divine idylle # 3 : gena rowlandsPosted: July 9, 2010
Although a successful actress in her own right, it was as John Cassavetes muse, wife and leading lady that Gena Rowlands is largely recognised. Together with her husband, they revolutionalised the direction of independent American cinema. Yet both were forced to midnight flypost many of their films to drum up interest, such was the degree to which they were sidelined and eschewed by the mainstream film industry.
Rowlands had no qualms about tackling difficult roles. In ‘A Woman Under the influence’ one of her greatest triumphs, (for which she was nominated an academy award) she plays Mabel Longhetti, a housewife whose increasingly erratic and psychotic behaviour leads her husband with no choice but to commit her to a psychiatric institute. The film makes for uncomfortable viewing, for Rowlands’ performance is both convincing and deeply emotive. The film had a non existent budget after being rejected by all major studios approached, in effect Cassavetes was forced to remortgaged his house and Peter Falk gave $500,000 of his own money to the project. Rowlands was responsible for her own hair and make-up.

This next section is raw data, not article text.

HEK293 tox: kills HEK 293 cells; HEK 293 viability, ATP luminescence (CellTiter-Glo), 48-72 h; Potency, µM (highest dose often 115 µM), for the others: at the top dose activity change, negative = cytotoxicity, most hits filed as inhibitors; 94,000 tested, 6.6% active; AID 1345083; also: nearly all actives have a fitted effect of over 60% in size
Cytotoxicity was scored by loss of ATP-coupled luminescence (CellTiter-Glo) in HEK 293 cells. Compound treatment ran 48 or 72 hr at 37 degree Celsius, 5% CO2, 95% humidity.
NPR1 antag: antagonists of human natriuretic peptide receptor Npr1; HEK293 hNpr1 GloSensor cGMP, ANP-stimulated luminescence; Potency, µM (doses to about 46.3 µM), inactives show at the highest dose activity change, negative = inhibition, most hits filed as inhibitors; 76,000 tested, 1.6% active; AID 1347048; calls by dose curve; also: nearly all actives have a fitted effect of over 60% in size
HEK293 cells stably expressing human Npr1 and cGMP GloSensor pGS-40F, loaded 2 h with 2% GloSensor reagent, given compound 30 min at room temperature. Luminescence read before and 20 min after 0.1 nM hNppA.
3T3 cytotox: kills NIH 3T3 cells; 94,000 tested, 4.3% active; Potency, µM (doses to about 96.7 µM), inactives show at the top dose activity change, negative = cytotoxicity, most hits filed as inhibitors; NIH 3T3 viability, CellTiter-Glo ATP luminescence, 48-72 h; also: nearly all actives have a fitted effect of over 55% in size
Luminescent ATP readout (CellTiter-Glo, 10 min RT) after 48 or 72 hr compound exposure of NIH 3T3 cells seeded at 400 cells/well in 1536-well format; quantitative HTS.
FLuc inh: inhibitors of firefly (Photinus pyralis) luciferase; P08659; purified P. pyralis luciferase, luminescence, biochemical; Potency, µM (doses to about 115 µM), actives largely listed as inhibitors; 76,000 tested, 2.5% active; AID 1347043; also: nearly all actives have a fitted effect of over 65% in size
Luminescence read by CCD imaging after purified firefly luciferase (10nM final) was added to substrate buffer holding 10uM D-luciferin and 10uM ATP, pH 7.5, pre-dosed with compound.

In ‘Opening Night’, her character is no less challenging. She plays a stage actress, crippled with self doubt and unable to admit she has issues with aging, in addition to a drink problem which renders her incapable of acting. Her performance has a similarly compelling and devastating effect on the viewer.
Gena continued to act despite her husband’s untimely death at 59 and later roles proved equally as diverse and engaging, notably in ‘Playing by Heart’ and ‘The Notebook’, the latter of which was directed by her son Nick.
Even now, aged 80, she retains an ethereal quality and beauty which are testament to the life she has led, both fiercely uncompromising and true to her beliefs. In a recent interview given in April of this year, she was quoted as saying “It’s why so many of these indie filmmakers, even now, ask me to do their movies. They know I’m indie. Always have been.”
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